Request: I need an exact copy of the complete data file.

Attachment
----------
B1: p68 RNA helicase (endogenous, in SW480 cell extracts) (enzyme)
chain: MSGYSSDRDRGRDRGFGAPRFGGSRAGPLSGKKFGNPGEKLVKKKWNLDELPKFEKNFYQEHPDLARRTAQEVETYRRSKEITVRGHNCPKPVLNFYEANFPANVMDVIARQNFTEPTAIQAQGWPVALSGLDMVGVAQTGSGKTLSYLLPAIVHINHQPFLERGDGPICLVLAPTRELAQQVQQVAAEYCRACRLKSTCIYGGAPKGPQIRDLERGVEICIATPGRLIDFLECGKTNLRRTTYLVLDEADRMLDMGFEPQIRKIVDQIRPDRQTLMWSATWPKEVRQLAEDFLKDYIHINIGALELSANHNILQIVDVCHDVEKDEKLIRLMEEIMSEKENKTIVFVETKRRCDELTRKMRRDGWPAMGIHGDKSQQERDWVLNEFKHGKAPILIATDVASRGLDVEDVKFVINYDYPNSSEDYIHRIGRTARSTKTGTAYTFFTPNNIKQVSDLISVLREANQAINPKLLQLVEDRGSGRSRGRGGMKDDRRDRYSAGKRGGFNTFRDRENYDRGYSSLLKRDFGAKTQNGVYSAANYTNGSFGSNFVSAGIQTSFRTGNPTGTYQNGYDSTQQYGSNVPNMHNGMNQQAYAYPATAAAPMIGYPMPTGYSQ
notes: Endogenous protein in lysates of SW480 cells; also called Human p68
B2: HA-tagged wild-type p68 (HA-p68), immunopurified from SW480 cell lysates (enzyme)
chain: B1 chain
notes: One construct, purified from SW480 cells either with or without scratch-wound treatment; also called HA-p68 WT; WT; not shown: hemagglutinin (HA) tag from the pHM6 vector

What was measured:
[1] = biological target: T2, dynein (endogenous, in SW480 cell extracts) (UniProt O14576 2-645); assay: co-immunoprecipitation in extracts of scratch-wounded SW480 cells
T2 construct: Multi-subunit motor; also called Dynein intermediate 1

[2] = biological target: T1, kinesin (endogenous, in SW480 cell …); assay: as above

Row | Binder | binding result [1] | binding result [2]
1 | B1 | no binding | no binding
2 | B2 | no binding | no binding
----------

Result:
B1: p68 RNA helicase (endogenous, in SW480 cell extracts) (enzyme)
chain: MSGYSSDRDRGRDRGFGAPRFGGSRAGPLSGKKFGNPGEKLVKKKWNLDELPKFEKNFYQEHPDLARRTAQEVETYRRSKEITVRGHNCPKPVLNFYEANFPANVMDVIARQNFTEPTAIQAQGWPVALSGLDMVGVAQTGSGKTLSYLLPAIVHINHQPFLERGDGPICLVLAPTRELAQQVQQVAAEYCRACRLKSTCIYGGAPKGPQIRDLERGVEICIATPGRLIDFLECGKTNLRRTTYLVLDEADRMLDMGFEPQIRKIVDQIRPDRQTLMWSATWPKEVRQLAEDFLKDYIHINIGALELSANHNILQIVDVCHDVEKDEKLIRLMEEIMSEKENKTIVFVETKRRCDELTRKMRRDGWPAMGIHGDKSQQERDWVLNEFKHGKAPILIATDVASRGLDVEDVKFVINYDYPNSSEDYIHRIGRTARSTKTGTAYTFFTPNNIKQVSDLISVLREANQAINPKLLQLVEDRGSGRSRGRGGMKDDRRDRYSAGKRGGFNTFRDRENYDRGYSSLLKRDFGAKTQNGVYSAANYTNGSFGSNFVSAGIQTSFRTGNPTGTYQNGYDSTQQYGSNVPNMHNGMNQQAYAYPATAAAPMIGYPMPTGYSQ
notes: Endogenous protein in lysates of SW480 cells; also called Human p68
B2: HA-tagged wild-type p68 (HA-p68), immunopurified from SW480 cell lysates (enzyme)
chain: B1 chain
notes: One construct, purified from SW480 cells either with or without scratch-wound treatment; also called HA-p68 WT; WT; not shown: hemagglutinin (HA) tag from the pHM6 vector

What was measured:
[1] = biological target: T2, dynein (endogenous, in SW480 cell extracts) (UniProt O14576 2-645); assay: co-immunoprecipitation in extracts of scratch-wounded SW480 cells
T2 construct: Multi-subunit motor; also called Dynein intermediate 1

[2] = biological target: T1, kinesin (endogenous, in SW480 cell …); assay: as above

Row | Binder | binding result [1] | binding result [2]
1 | B1 | no binding | no binding
2 | B2 | no binding | no binding